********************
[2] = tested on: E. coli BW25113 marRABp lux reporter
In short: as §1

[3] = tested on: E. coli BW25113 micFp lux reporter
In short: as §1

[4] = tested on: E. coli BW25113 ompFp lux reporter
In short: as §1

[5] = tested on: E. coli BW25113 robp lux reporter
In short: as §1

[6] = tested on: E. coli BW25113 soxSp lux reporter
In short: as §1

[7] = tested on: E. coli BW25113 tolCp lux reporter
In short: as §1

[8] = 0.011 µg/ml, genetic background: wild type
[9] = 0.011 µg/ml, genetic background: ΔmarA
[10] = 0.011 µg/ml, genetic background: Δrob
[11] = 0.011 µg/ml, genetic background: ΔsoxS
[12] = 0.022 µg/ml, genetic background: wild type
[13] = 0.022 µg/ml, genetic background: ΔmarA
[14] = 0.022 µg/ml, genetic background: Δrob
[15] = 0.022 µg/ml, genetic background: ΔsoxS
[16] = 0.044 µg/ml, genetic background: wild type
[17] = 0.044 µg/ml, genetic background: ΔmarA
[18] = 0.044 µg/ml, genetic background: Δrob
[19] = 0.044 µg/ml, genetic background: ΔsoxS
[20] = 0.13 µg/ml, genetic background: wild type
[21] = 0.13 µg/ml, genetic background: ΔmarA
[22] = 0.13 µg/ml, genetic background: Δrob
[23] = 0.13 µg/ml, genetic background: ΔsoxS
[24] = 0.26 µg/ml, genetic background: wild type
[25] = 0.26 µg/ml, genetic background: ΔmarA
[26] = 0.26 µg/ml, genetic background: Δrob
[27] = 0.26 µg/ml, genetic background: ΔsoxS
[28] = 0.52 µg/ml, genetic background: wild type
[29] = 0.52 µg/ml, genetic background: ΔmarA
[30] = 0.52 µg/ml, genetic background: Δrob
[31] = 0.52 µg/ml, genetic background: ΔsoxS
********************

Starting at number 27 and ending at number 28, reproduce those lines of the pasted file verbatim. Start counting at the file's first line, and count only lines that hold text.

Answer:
[22] = 0.13 µg/ml, genetic background: Δrob
[23] = 0.13 µg/ml, genetic background: ΔsoxS